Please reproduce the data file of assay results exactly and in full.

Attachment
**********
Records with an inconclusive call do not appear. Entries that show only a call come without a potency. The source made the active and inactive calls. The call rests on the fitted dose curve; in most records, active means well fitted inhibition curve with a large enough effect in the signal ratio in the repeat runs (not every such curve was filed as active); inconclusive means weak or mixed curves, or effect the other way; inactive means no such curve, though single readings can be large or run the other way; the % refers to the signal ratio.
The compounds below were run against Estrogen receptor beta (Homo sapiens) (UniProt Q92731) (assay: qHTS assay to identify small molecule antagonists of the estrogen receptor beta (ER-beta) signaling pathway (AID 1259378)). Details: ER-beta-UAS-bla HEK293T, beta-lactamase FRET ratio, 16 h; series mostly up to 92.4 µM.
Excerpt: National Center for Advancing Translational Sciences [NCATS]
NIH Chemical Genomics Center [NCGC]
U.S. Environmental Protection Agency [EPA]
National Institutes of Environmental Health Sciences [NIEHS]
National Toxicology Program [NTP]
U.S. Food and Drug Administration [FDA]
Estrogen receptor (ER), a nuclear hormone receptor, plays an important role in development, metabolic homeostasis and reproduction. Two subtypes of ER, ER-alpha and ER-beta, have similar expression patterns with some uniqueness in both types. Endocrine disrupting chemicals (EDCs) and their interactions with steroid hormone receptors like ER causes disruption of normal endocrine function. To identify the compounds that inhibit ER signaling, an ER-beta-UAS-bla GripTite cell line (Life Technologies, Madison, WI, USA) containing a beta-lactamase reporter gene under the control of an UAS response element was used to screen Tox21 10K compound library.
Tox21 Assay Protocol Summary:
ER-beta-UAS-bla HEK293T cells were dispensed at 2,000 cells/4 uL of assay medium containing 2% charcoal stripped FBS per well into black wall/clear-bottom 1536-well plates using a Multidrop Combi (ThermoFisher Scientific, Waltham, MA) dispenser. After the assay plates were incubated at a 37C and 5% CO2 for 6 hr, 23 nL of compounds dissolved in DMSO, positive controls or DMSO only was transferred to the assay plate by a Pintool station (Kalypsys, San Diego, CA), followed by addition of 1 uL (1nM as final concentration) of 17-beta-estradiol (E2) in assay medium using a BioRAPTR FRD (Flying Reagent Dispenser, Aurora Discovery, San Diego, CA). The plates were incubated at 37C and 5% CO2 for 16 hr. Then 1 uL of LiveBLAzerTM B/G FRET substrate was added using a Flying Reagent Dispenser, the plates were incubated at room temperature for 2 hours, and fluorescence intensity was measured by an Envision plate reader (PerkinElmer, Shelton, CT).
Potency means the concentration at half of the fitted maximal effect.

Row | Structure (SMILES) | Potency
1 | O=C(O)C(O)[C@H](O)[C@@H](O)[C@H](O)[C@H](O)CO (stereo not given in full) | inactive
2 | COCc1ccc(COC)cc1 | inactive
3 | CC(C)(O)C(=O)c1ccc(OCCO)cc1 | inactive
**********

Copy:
Records with an inconclusive call do not appear. Entries that show only a call come without a potency. The source made the active and inactive calls. The call rests on the fitted dose curve; in most records, active means well fitted inhibition curve with a large enough effect in the signal ratio in the repeat runs (not every such curve was filed as active); inconclusive means weak or mixed curves, or effect the other way; inactive means no such curve, though single readings can be large or run the other way; the % refers to the signal ratio.
The compounds below were run against Estrogen receptor beta (Homo sapiens) (UniProt Q92731) (assay: qHTS assay to identify small molecule antagonists of the estrogen receptor beta (ER-beta) signaling pathway (AID 1259378)). Details: ER-beta-UAS-bla HEK293T, beta-lactamase FRET ratio, 16 h; series mostly up to 92.4 µM.
Excerpt: National Center for Advancing Translational Sciences [NCATS]
NIH Chemical Genomics Center [NCGC]
U.S. Environmental Protection Agency [EPA]
National Institutes of Environmental Health Sciences [NIEHS]
National Toxicology Program [NTP]
U.S. Food and Drug Administration [FDA]
Estrogen receptor (ER), a nuclear hormone receptor, plays an important role in development, metabolic homeostasis and reproduction. Two subtypes of ER, ER-alpha and ER-beta, have similar expression patterns with some uniqueness in both types. Endocrine disrupting chemicals (EDCs) and their interactions with steroid hormone receptors like ER causes disruption of normal endocrine function. To identify the compounds that inhibit ER signaling, an ER-beta-UAS-bla GripTite cell line (Life Technologies, Madison, WI, USA) containing a beta-lactamase reporter gene under the control of an UAS response element was used to screen Tox21 10K compound library.
Tox21 Assay Protocol Summary:
ER-beta-UAS-bla HEK293T cells were dispensed at 2,000 cells/4 uL of assay medium containing 2% charcoal stripped FBS per well into black wall/clear-bottom 1536-well plates using a Multidrop Combi (ThermoFisher Scientific, Waltham, MA) dispenser. After the assay plates were incubated at a 37C and 5% CO2 for 6 hr, 23 nL of compounds dissolved in DMSO, positive controls or DMSO only was transferred to the assay plate by a Pintool station (Kalypsys, San Diego, CA), followed by addition of 1 uL (1nM as final concentration) of 17-beta-estradiol (E2) in assay medium using a BioRAPTR FRD (Flying Reagent Dispenser, Aurora Discovery, San Diego, CA). The plates were incubated at 37C and 5% CO2 for 16 hr. Then 1 uL of LiveBLAzerTM B/G FRET substrate was added using a Flying Reagent Dispenser, the plates were incubated at room temperature for 2 hours, and fluorescence intensity was measured by an Envision plate reader (PerkinElmer, Shelton, CT).
Potency means the concentration at half of the fitted maximal effect.

Row | Structure (SMILES) | Potency
1 | O=C(O)C(O)[C@H](O)[C@@H](O)[C@H](O)[C@H](O)CO (stereo not given in full) | inactive
2 | COCc1ccc(COC)cc1 | inactive
3 | CC(C)(O)C(=O)c1ccc(OCCO)cc1 | inactive